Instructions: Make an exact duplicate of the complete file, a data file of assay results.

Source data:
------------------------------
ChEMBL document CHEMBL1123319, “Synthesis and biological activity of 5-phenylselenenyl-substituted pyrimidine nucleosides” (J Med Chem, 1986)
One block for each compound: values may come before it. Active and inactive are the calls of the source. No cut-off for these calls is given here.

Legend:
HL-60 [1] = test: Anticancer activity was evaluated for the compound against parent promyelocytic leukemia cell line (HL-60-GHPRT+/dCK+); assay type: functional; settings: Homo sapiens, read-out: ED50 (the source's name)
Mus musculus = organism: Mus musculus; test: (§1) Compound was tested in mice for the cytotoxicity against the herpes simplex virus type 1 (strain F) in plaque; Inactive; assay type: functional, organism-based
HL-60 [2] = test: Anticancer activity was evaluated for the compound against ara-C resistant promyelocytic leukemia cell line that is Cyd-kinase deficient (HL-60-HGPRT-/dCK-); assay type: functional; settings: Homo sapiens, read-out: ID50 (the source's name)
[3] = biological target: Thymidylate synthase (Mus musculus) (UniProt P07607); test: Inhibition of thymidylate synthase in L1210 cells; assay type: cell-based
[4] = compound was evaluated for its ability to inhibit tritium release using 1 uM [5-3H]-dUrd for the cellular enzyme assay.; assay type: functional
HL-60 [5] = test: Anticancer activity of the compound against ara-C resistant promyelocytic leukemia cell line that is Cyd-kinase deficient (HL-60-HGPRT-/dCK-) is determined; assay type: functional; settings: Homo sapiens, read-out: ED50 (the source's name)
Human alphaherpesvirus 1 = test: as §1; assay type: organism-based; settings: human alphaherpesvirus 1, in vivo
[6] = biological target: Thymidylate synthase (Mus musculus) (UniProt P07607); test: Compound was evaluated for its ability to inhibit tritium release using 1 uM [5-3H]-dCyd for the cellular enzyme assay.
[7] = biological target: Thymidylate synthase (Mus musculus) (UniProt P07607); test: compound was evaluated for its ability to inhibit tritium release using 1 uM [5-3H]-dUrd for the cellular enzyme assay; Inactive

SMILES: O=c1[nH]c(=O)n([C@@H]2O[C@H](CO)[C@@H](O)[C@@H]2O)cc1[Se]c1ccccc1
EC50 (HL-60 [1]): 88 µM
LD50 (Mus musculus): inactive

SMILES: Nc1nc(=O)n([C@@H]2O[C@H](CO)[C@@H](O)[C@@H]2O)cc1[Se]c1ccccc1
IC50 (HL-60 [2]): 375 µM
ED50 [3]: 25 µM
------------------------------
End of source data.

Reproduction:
ChEMBL document CHEMBL1123319, “Synthesis and biological activity of 5-phenylselenenyl-substituted pyrimidine nucleosides” (J Med Chem, 1986)
One block for each compound: values may come before it. Active and inactive are the calls of the source. No cut-off for these calls is given here.

Legend:
HL-60 [1] = test: Anticancer activity was evaluated for the compound against parent promyelocytic leukemia cell line (HL-60-GHPRT+/dCK+); assay type: functional; settings: Homo sapiens, read-out: ED50 (the source's name)
Mus musculus = organism: Mus musculus; test: (§1) Compound was tested in mice for the cytotoxicity against the herpes simplex virus type 1 (strain F) in plaque; Inactive; assay type: functional, organism-based
HL-60 [2] = test: Anticancer activity was evaluated for the compound against ara-C resistant promyelocytic leukemia cell line that is Cyd-kinase deficient (HL-60-HGPRT-/dCK-); assay type: functional; settings: Homo sapiens, read-out: ID50 (the source's name)
[3] = biological target: Thymidylate synthase (Mus musculus) (UniProt P07607); test: Inhibition of thymidylate synthase in L1210 cells; assay type: cell-based
[4] = compound was evaluated for its ability to inhibit tritium release using 1 uM [5-3H]-dUrd for the cellular enzyme assay.; assay type: functional
HL-60 [5] = test: Anticancer activity of the compound against ara-C resistant promyelocytic leukemia cell line that is Cyd-kinase deficient (HL-60-HGPRT-/dCK-) is determined; assay type: functional; settings: Homo sapiens, read-out: ED50 (the source's name)
Human alphaherpesvirus 1 = test: as §1; assay type: organism-based; settings: human alphaherpesvirus 1, in vivo
[6] = biological target: Thymidylate synthase (Mus musculus) (UniProt P07607); test: Compound was evaluated for its ability to inhibit tritium release using 1 uM [5-3H]-dCyd for the cellular enzyme assay.
[7] = biological target: Thymidylate synthase (Mus musculus) (UniProt P07607); test: compound was evaluated for its ability to inhibit tritium release using 1 uM [5-3H]-dUrd for the cellular enzyme assay; Inactive

SMILES: O=c1[nH]c(=O)n([C@@H]2O[C@H](CO)[C@@H](O)[C@@H]2O)cc1[Se]c1ccccc1
EC50 (HL-60 [1]): 88 µM
LD50 (Mus musculus): inactive

SMILES: Nc1nc(=O)n([C@@H]2O[C@H](CO)[C@@H](O)[C@@H]2O)cc1[Se]c1ccccc1
IC50 (HL-60 [2]): 375 µM
ED50 [3]: 25 µM